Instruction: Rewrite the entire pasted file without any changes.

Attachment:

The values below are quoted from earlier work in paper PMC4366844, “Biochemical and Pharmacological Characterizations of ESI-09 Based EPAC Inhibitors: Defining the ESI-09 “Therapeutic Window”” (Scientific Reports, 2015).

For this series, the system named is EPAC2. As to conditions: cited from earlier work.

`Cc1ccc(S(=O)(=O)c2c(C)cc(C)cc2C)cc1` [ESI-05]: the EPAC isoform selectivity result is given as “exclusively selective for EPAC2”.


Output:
The values below are quoted from earlier work in paper PMC4366844, “Biochemical and Pharmacological Characterizations of ESI-09 Based EPAC Inhibitors: Defining the ESI-09 “Therapeutic Window”” (Scientific Reports, 2015).

For this series, the system named is EPAC2. As to conditions: cited from earlier work.

`Cc1ccc(S(=O)(=O)c2c(C)cc(C)cc2C)cc1` [ESI-05]: the EPAC isoform selectivity result is given as “exclusively selective for EPAC2”.